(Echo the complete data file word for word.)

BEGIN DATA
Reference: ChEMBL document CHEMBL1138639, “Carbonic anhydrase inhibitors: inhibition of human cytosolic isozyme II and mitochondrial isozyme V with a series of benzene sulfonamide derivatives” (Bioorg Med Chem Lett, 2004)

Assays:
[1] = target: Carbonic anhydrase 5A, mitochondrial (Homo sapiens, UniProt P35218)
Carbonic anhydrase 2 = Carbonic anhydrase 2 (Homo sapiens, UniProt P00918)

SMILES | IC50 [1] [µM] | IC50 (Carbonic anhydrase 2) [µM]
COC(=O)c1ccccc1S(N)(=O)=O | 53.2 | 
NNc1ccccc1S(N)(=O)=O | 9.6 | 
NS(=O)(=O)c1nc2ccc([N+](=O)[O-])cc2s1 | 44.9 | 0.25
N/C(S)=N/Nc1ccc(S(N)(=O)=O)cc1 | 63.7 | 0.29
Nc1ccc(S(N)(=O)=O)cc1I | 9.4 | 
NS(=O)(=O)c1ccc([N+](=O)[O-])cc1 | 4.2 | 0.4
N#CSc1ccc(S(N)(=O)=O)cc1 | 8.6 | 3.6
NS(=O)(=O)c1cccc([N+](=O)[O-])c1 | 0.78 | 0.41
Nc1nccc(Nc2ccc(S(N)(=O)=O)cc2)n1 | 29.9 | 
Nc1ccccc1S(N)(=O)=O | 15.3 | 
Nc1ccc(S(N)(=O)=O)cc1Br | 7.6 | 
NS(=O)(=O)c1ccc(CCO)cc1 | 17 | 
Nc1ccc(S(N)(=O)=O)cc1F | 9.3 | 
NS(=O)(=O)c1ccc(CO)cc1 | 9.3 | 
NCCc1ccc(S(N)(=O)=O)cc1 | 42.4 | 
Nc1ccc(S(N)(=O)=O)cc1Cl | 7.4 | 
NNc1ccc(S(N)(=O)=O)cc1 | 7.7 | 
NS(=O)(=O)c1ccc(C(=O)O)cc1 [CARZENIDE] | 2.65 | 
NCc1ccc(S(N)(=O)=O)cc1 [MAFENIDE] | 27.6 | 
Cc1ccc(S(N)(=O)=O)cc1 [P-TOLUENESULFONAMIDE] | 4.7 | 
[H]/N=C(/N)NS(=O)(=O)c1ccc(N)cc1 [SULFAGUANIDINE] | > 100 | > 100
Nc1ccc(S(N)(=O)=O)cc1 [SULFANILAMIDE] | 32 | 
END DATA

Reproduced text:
Reference: ChEMBL document CHEMBL1138639, “Carbonic anhydrase inhibitors: inhibition of human cytosolic isozyme II and mitochondrial isozyme V with a series of benzene sulfonamide derivatives” (Bioorg Med Chem Lett, 2004)

Assays:
[1] = target: Carbonic anhydrase 5A, mitochondrial (Homo sapiens, UniProt P35218)
Carbonic anhydrase 2 = Carbonic anhydrase 2 (Homo sapiens, UniProt P00918)

SMILES | IC50 [1] [µM] | IC50 (Carbonic anhydrase 2) [µM]
COC(=O)c1ccccc1S(N)(=O)=O | 53.2 | 
NNc1ccccc1S(N)(=O)=O | 9.6 | 
NS(=O)(=O)c1nc2ccc([N+](=O)[O-])cc2s1 | 44.9 | 0.25
N/C(S)=N/Nc1ccc(S(N)(=O)=O)cc1 | 63.7 | 0.29
Nc1ccc(S(N)(=O)=O)cc1I | 9.4 | 
NS(=O)(=O)c1ccc([N+](=O)[O-])cc1 | 4.2 | 0.4
N#CSc1ccc(S(N)(=O)=O)cc1 | 8.6 | 3.6
NS(=O)(=O)c1cccc([N+](=O)[O-])c1 | 0.78 | 0.41
Nc1nccc(Nc2ccc(S(N)(=O)=O)cc2)n1 | 29.9 | 
Nc1ccccc1S(N)(=O)=O | 15.3 | 
Nc1ccc(S(N)(=O)=O)cc1Br | 7.6 | 
NS(=O)(=O)c1ccc(CCO)cc1 | 17 | 
Nc1ccc(S(N)(=O)=O)cc1F | 9.3 | 
NS(=O)(=O)c1ccc(CO)cc1 | 9.3 | 
NCCc1ccc(S(N)(=O)=O)cc1 | 42.4 | 
Nc1ccc(S(N)(=O)=O)cc1Cl | 7.4 | 
NNc1ccc(S(N)(=O)=O)cc1 | 7.7 | 
NS(=O)(=O)c1ccc(C(=O)O)cc1 [CARZENIDE] | 2.65 | 
NCc1ccc(S(N)(=O)=O)cc1 [MAFENIDE] | 27.6 | 
Cc1ccc(S(N)(=O)=O)cc1 [P-TOLUENESULFONAMIDE] | 4.7 | 
[H]/N=C(/N)NS(=O)(=O)c1ccc(N)cc1 [SULFAGUANIDINE] | > 100 | > 100
Nc1ccc(S(N)(=O)=O)cc1 [SULFANILAMIDE] | 32 | 